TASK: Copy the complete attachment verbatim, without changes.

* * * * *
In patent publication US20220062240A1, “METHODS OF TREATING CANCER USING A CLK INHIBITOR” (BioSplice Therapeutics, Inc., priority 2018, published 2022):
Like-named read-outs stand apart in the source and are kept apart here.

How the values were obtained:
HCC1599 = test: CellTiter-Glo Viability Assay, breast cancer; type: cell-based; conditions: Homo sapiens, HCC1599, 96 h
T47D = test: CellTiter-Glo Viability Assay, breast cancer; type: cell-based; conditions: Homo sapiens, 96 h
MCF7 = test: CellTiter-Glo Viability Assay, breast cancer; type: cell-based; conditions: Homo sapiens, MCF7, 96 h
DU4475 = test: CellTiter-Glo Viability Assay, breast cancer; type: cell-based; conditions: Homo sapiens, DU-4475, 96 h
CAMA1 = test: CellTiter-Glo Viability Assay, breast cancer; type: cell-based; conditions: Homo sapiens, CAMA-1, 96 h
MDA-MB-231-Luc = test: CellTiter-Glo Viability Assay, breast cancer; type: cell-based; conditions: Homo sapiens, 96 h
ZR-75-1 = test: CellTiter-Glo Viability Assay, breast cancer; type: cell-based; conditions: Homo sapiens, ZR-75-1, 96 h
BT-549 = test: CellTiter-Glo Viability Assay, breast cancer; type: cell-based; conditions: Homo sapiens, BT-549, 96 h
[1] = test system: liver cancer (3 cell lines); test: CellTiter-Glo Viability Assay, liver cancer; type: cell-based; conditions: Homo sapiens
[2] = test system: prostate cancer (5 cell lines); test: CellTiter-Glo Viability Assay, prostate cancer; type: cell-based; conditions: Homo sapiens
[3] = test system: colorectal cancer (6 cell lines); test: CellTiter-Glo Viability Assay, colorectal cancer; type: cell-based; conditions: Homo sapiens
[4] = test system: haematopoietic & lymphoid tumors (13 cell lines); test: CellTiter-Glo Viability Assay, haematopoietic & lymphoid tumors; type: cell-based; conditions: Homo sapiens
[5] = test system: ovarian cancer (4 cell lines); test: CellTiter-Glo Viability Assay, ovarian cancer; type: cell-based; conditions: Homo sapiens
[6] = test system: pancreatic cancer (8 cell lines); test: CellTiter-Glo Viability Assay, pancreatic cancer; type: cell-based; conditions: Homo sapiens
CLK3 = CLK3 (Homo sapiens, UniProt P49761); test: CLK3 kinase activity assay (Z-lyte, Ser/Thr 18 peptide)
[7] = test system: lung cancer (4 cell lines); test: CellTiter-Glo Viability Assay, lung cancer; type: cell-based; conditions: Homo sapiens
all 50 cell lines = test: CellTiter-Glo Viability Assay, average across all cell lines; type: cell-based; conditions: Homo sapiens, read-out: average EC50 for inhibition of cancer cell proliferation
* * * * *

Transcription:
In patent publication US20220062240A1, “METHODS OF TREATING CANCER USING A CLK INHIBITOR” (BioSplice Therapeutics, Inc., priority 2018, published 2022):
Like-named read-outs stand apart in the source and are kept apart here.

How the values were obtained:
HCC1599 = test: CellTiter-Glo Viability Assay, breast cancer; type: cell-based; conditions: Homo sapiens, HCC1599, 96 h
T47D = test: CellTiter-Glo Viability Assay, breast cancer; type: cell-based; conditions: Homo sapiens, 96 h
MCF7 = test: CellTiter-Glo Viability Assay, breast cancer; type: cell-based; conditions: Homo sapiens, MCF7, 96 h
DU4475 = test: CellTiter-Glo Viability Assay, breast cancer; type: cell-based; conditions: Homo sapiens, DU-4475, 96 h
CAMA1 = test: CellTiter-Glo Viability Assay, breast cancer; type: cell-based; conditions: Homo sapiens, CAMA-1, 96 h
MDA-MB-231-Luc = test: CellTiter-Glo Viability Assay, breast cancer; type: cell-based; conditions: Homo sapiens, 96 h
ZR-75-1 = test: CellTiter-Glo Viability Assay, breast cancer; type: cell-based; conditions: Homo sapiens, ZR-75-1, 96 h
BT-549 = test: CellTiter-Glo Viability Assay, breast cancer; type: cell-based; conditions: Homo sapiens, BT-549, 96 h
[1] = test system: liver cancer (3 cell lines); test: CellTiter-Glo Viability Assay, liver cancer; type: cell-based; conditions: Homo sapiens
[2] = test system: prostate cancer (5 cell lines); test: CellTiter-Glo Viability Assay, prostate cancer; type: cell-based; conditions: Homo sapiens
[3] = test system: colorectal cancer (6 cell lines); test: CellTiter-Glo Viability Assay, colorectal cancer; type: cell-based; conditions: Homo sapiens
[4] = test system: haematopoietic & lymphoid tumors (13 cell lines); test: CellTiter-Glo Viability Assay, haematopoietic & lymphoid tumors; type: cell-based; conditions: Homo sapiens
[5] = test system: ovarian cancer (4 cell lines); test: CellTiter-Glo Viability Assay, ovarian cancer; type: cell-based; conditions: Homo sapiens
[6] = test system: pancreatic cancer (8 cell lines); test: CellTiter-Glo Viability Assay, pancreatic cancer; type: cell-based; conditions: Homo sapiens
CLK3 = CLK3 (Homo sapiens, UniProt P49761); test: CLK3 kinase activity assay (Z-lyte, Ser/Thr 18 peptide)
[7] = test system: lung cancer (4 cell lines); test: CellTiter-Glo Viability Assay, lung cancer; type: cell-based; conditions: Homo sapiens
all 50 cell lines = test: CellTiter-Glo Viability Assay, average across all cell lines; type: cell-based; conditions: Homo sapiens, read-out: average EC50 for inhibition of cancer cell proliferation